Careers in law profession can give you a lot of opportunities for career growth and stability. Whether you choose to get employed in a big corporate firm or in a government department, jobs in law are abundant from all across the United States, in different companies, and with various perks, advantages, and rewards.
There is a dissimilarity between changing a job and making a career transition. A job change means just changing your job, but doing the same thing, albeit at a different location and amongst different people. However, when you leave a job for another that involves doing something totally unlike what you were doing earlier; you are making a career transition. Job changes are generally relatively simpler and straight forward, with little interruption to the life that you are leading, while career transitions can be long-drawn-out and often influence and have a strong bearing on your personal and family life.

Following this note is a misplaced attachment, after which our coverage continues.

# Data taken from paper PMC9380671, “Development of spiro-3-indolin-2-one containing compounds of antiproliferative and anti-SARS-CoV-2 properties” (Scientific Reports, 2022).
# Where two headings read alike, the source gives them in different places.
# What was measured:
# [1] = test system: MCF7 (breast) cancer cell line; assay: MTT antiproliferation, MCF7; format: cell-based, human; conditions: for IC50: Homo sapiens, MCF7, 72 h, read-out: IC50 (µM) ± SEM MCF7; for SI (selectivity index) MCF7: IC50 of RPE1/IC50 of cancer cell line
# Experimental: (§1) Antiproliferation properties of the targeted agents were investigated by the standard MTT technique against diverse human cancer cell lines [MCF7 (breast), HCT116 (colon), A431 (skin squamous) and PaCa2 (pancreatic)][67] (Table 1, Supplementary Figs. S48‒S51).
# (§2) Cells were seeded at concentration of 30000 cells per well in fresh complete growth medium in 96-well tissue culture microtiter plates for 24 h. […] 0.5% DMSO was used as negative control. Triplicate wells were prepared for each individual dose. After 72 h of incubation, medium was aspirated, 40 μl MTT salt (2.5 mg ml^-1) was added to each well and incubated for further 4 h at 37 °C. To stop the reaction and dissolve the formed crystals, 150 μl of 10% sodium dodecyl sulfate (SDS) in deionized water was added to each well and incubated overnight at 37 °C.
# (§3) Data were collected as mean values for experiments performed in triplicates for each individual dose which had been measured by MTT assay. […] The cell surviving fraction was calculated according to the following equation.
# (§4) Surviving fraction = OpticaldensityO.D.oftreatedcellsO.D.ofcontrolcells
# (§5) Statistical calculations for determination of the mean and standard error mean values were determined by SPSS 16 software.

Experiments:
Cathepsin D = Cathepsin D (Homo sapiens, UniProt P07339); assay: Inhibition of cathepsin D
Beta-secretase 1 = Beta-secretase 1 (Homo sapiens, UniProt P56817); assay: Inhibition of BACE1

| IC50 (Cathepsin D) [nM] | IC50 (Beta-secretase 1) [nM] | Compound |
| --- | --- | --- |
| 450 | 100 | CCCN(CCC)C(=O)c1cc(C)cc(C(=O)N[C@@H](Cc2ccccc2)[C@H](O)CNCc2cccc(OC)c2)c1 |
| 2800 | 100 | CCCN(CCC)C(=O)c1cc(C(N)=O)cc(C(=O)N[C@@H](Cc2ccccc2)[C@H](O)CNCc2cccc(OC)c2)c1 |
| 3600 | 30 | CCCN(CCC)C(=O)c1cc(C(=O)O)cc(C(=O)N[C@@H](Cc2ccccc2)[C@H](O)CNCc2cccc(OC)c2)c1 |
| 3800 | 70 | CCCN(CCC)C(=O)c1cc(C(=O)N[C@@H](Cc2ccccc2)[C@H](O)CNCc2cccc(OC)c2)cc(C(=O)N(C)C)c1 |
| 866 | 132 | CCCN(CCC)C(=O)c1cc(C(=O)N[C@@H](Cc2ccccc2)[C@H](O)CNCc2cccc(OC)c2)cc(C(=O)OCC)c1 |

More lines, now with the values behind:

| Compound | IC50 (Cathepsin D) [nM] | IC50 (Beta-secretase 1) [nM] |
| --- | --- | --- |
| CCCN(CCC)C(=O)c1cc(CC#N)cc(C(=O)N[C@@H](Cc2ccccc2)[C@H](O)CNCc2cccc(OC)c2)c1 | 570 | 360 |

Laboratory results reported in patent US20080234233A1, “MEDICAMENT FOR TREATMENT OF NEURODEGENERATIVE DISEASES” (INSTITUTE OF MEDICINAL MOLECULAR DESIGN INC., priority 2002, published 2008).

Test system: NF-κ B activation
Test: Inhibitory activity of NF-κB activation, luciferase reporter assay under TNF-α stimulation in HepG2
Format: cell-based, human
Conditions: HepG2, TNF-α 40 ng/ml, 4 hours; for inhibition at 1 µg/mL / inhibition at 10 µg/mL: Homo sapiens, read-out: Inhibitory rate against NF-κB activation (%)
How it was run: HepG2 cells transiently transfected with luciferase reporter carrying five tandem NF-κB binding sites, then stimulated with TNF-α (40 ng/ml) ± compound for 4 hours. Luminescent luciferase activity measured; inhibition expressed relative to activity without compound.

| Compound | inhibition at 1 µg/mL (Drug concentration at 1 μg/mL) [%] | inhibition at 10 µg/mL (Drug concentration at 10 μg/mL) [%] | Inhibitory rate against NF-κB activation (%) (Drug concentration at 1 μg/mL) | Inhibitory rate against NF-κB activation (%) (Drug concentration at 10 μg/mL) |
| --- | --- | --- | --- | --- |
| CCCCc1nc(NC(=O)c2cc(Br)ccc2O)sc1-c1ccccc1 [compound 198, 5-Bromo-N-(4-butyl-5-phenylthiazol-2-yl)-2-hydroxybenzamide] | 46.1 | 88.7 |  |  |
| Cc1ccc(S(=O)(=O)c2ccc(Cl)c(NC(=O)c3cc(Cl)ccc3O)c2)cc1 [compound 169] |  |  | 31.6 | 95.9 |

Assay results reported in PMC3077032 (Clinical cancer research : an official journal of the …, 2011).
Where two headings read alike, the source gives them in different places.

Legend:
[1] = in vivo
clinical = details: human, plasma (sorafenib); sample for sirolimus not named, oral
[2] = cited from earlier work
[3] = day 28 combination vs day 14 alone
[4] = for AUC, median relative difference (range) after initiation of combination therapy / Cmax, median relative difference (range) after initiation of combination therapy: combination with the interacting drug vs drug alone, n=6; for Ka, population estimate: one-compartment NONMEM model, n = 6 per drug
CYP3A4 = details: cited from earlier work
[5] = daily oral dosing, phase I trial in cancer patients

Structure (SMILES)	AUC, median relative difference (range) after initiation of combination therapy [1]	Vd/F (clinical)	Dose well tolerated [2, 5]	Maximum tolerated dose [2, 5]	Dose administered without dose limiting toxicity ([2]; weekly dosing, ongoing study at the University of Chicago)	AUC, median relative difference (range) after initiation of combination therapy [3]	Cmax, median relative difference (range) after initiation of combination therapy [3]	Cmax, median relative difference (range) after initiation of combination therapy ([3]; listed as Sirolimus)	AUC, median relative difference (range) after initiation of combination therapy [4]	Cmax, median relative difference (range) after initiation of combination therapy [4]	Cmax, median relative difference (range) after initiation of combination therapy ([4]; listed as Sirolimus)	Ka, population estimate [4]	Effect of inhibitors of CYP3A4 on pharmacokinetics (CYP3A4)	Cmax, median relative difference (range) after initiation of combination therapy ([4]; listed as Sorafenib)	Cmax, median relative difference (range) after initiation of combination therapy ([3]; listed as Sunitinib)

Recruiting season, in a fashion reminiscent of undergraduate fall rush, is the biggest event of the second year. Students begin their second year of law school armed with immaculate resumes and new interview wardrobes ready to meet the firms who will visit their campus to recruit next year's summer interns. Known as "summer associates," these interns will work for the hiring firms full-time during the summer break before their third year of school. Many students who take summer positions with law firms split their summers by working six weeks at one firm and six weeks at another, often in different cities. Government agencies and corporations also send recruiting teams to law school campuses.